I have always been enchanted with Pan, the faun or satyr, that frolicked with the woodland nymphs, playing his lyre and leading lovers into thickets or meadows for noon time nookie. Pan was the Greek god of rustic music, the wilds, and shepherds and flocks. From the waist down, Pan was a goat. He had hooves and horns and was so earthy that Greeks typically worshipped Pan in caves or grottoes, rather than in dedicated temples. European Romanticists took to Pan and edified him via poetry and art.
The Romans, after sacking Greece, promptly adopted Grecian gods and goddesses, attached Roman names along with dark, often erotic twists. Pan thence became Lupercus, Roman god of the shepherds. Lupercus was an anthropomorphic Wolf God or Goddess,often depicted in intimate relations with humans i.e. Romulus and Remus, fabled twin brothers and founders of Rome, who were suckled and reared by a She-Wolf. The festival dedicated to Lupercus, Lupercalia, was observed around the middle of February. Lupercalia was all about cleansing and purifying; evil spirits out, fertility and health in. The young men of the towns would doubtless get balled up on Sambuca and would strip to nothing except loin cloths made of animal hides. They made whips and thongs of animal sinew and hides and would proceed to run, scantily clad, through the streets where crowds would gather and cheer. Then the naked young men would "gently" flog bystanders with their thongs. Especially popular was the flogging of ....you guessed it: women! Pregnant women believed this ritual would ease their labor pains and women not yet pregnant believed this would improve their fertility. If this sounds like a Hieronymus Bosch painting, or at least a little like a springtime sexual purge with S&M themes, I would say you were pretty perceptive. So for all you ladies and gents ready for some fertility rites of your own, behold Super Freak Aleister Crowley's luscious poem, Hymn to Pan (c. 1907):
Thrill with lissome lust of the light,
O man ! My man !
Come careering out of the night
Of Pan ! Io Pan .
Io Pan ! Io Pan ! Come over the sea
From Sicily and from Arcady !
Roaming as Bacchus, with fauns and pards
And nymphs and styrs for thy guards,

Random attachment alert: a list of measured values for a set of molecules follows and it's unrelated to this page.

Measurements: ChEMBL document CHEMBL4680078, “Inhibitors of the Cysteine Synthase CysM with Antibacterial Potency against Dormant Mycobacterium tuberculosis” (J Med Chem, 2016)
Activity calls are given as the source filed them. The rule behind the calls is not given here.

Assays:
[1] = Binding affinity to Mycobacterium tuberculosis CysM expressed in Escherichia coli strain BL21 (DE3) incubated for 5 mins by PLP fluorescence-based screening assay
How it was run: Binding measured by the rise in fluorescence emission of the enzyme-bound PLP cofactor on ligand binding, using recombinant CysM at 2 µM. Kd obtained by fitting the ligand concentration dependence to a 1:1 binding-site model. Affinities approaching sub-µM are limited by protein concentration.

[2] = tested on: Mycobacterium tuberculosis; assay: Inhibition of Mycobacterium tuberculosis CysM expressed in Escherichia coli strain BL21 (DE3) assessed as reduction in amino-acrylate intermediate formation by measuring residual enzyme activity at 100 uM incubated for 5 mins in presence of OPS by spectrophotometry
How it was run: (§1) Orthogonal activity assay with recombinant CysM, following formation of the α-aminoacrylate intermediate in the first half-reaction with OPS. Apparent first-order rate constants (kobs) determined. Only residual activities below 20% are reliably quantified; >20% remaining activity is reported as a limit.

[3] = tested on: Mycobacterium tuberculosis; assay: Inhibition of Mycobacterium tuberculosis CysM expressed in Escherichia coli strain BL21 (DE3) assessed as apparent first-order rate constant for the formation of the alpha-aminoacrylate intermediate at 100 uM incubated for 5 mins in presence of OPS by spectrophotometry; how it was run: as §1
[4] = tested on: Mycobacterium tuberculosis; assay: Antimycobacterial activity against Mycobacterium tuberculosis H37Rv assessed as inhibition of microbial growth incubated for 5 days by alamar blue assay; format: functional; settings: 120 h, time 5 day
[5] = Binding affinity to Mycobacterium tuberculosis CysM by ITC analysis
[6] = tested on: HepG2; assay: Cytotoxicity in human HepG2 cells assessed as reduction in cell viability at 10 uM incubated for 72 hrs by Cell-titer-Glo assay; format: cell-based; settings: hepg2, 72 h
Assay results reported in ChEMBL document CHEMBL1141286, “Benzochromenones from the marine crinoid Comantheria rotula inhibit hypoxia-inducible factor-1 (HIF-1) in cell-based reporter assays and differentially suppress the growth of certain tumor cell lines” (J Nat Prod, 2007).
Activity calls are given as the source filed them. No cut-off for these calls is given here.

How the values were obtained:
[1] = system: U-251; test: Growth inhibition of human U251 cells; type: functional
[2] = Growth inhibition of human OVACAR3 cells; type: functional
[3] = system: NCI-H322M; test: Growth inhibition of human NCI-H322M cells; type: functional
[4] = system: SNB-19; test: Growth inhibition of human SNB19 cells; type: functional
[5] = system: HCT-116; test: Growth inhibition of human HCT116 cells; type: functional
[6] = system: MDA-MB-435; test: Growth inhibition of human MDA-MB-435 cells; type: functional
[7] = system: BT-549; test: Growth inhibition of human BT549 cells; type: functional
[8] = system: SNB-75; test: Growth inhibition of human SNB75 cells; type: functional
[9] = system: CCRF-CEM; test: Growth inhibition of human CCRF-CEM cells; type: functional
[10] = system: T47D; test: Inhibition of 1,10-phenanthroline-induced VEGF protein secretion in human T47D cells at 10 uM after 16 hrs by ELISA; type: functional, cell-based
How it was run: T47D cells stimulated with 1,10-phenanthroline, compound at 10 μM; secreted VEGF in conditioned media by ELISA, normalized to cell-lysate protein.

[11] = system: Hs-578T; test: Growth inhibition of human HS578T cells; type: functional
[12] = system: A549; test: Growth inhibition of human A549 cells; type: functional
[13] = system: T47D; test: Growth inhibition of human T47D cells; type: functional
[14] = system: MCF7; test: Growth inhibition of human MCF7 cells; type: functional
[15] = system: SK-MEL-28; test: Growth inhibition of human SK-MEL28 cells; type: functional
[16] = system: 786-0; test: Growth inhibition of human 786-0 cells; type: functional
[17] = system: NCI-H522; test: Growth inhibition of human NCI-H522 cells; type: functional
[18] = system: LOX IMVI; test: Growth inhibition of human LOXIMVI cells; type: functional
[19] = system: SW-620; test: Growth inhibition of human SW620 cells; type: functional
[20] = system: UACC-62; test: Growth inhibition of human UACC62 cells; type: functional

On a milk-white ass, come over the sea
To me, to me,
Coem with Apollo in bridal dress
(Spheperdess and pythoness)
Come with Artemis, silken shod,
And wash thy white thigh, beautiful God,
In the moon, of the woods, on the marble mount,
The dimpled dawn of of the amber fount !
Dip the purple of passionate prayer
In the crimson shrine, the scarlet snare,
The soul that startles in eyes of blue
To watch thy wantoness weeping through
The tangled grove, the gnarled bole
Of the living tree that is spirit and soul
And body and brain -come over the sea,
(Io Pan ! Io Pan !)
Devil or god, to me, to me,
My man ! my man !
Come with trumpets sounding shrill
Over the hill !
Come with drums low muttering
From the spring !
Come with flute and come with pipe !
Am I not ripe ?
I, who wait and writhe and wrestle
With air that hath no boughs to nestle
My body, weary of empty clasp,
Strong as a lion, and sharp as an asp-
Come, O come !
I am numb
With the lonely lust of devildom.
Thrust the sword through the galling fetter,
All devourer, all begetter;
Give me the sign of the Open Eye
And the token erect of thorny thigh
And the word of madness and mystery,
O pan ! Io Pan !
Io Pan ! Io Pan ! Pan Pan ! Pan,
I am a man:
Do as thou wilt, as a great god can,
O Pan ! Io Pan !
Io pan ! Io Pan Pan ! Iam awake
In the grip of the snake.
The eagle slashes with beak and claw;
The gods withdraw:
The great beasts come, Io Pan ! I am borne
To death on the horn
Of the Unicorn.
I am Pan ! Io Pan ! Io Pan Pan ! Pan !
I am thy mate, I am thy man,
Goat of thy flock, I am gold , I am god,
Flesh to thy bone, flower to thy rod.
With hoofs of steel I race on the rocks
Through solstice stubborn to equinox.
And I rave; and I rape and I rip and I rend
Everlasting, world without end.
Mannikin, maiden, maenad, man,
In the might of Pan.
Io Pan ! Io Pan Pan ! Pan ! Io Pan!
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